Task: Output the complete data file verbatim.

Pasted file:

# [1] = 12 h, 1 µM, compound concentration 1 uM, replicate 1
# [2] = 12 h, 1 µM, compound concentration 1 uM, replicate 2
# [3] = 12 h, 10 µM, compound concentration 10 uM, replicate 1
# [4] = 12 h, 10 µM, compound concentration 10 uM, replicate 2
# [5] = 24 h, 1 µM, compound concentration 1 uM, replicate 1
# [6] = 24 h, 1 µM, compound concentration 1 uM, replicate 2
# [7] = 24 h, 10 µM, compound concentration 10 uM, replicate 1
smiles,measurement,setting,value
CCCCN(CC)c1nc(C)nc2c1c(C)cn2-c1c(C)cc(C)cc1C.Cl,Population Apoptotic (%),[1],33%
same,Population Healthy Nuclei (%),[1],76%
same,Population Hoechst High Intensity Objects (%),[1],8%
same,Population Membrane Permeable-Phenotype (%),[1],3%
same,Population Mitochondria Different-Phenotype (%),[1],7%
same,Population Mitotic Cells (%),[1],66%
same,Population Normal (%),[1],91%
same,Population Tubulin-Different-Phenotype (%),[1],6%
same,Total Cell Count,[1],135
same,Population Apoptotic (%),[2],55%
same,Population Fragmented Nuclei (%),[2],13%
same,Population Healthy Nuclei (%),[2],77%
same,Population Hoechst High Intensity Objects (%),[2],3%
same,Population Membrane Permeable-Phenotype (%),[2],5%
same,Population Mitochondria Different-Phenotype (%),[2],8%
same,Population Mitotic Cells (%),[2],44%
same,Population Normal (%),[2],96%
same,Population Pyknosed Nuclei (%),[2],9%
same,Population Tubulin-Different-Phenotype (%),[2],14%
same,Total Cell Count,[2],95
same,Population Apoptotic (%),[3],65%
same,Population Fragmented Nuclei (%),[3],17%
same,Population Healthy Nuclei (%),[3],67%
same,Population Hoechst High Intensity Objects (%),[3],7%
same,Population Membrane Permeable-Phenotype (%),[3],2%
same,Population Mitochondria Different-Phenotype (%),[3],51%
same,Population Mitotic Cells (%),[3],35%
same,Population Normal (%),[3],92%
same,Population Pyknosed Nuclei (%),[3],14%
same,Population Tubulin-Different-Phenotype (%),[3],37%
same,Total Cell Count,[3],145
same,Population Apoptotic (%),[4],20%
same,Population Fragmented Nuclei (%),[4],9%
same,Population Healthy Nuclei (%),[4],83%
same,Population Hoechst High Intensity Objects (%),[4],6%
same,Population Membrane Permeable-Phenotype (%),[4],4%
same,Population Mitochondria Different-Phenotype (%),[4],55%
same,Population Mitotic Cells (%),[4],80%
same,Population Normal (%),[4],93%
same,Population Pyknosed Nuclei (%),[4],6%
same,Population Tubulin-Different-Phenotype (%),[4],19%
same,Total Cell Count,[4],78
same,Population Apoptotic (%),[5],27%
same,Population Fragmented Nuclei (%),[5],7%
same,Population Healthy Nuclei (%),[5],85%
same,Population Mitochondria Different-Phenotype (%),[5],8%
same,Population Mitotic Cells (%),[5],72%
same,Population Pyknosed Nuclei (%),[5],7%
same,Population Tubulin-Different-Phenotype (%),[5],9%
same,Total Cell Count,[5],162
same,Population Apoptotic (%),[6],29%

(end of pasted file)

# [1] = 12 h, 1 µM, compound concentration 1 uM, replicate 1
# [2] = 12 h, 1 µM, compound concentration 1 uM, replicate 2
# [3] = 12 h, 10 µM, compound concentration 10 uM, replicate 1
# [4] = 12 h, 10 µM, compound concentration 10 uM, replicate 2
# [5] = 24 h, 1 µM, compound concentration 1 uM, replicate 1
# [6] = 24 h, 1 µM, compound concentration 1 uM, replicate 2
# [7] = 24 h, 10 µM, compound concentration 10 uM, replicate 1
smiles,measurement,setting,value
CCCCN(CC)c1nc(C)nc2c1c(C)cn2-c1c(C)cc(C)cc1C.Cl,Population Apoptotic (%),[1],33%
same,Population Healthy Nuclei (%),[1],76%
same,Population Hoechst High Intensity Objects (%),[1],8%
same,Population Membrane Permeable-Phenotype (%),[1],3%
same,Population Mitochondria Different-Phenotype (%),[1],7%
same,Population Mitotic Cells (%),[1],66%
same,Population Normal (%),[1],91%
same,Population Tubulin-Different-Phenotype (%),[1],6%
same,Total Cell Count,[1],135
same,Population Apoptotic (%),[2],55%
same,Population Fragmented Nuclei (%),[2],13%
same,Population Healthy Nuclei (%),[2],77%
same,Population Hoechst High Intensity Objects (%),[2],3%
same,Population Membrane Permeable-Phenotype (%),[2],5%
same,Population Mitochondria Different-Phenotype (%),[2],8%
same,Population Mitotic Cells (%),[2],44%
same,Population Normal (%),[2],96%
same,Population Pyknosed Nuclei (%),[2],9%
same,Population Tubulin-Different-Phenotype (%),[2],14%
same,Total Cell Count,[2],95
same,Population Apoptotic (%),[3],65%
same,Population Fragmented Nuclei (%),[3],17%
same,Population Healthy Nuclei (%),[3],67%
same,Population Hoechst High Intensity Objects (%),[3],7%
same,Population Membrane Permeable-Phenotype (%),[3],2%
same,Population Mitochondria Different-Phenotype (%),[3],51%
same,Population Mitotic Cells (%),[3],35%
same,Population Normal (%),[3],92%
same,Population Pyknosed Nuclei (%),[3],14%
same,Population Tubulin-Different-Phenotype (%),[3],37%
same,Total Cell Count,[3],145
same,Population Apoptotic (%),[4],20%
same,Population Fragmented Nuclei (%),[4],9%
same,Population Healthy Nuclei (%),[4],83%
same,Population Hoechst High Intensity Objects (%),[4],6%
same,Population Membrane Permeable-Phenotype (%),[4],4%
same,Population Mitochondria Different-Phenotype (%),[4],55%
same,Population Mitotic Cells (%),[4],80%
same,Population Normal (%),[4],93%
same,Population Pyknosed Nuclei (%),[4],6%
same,Population Tubulin-Different-Phenotype (%),[4],19%
same,Total Cell Count,[4],78
same,Population Apoptotic (%),[5],27%
same,Population Fragmented Nuclei (%),[5],7%
same,Population Healthy Nuclei (%),[5],85%
same,Population Mitochondria Different-Phenotype (%),[5],8%
same,Population Mitotic Cells (%),[5],72%
same,Population Pyknosed Nuclei (%),[5],7%
same,Population Tubulin-Different-Phenotype (%),[5],9%
same,Total Cell Count,[5],162
same,Population Apoptotic (%),[6],29%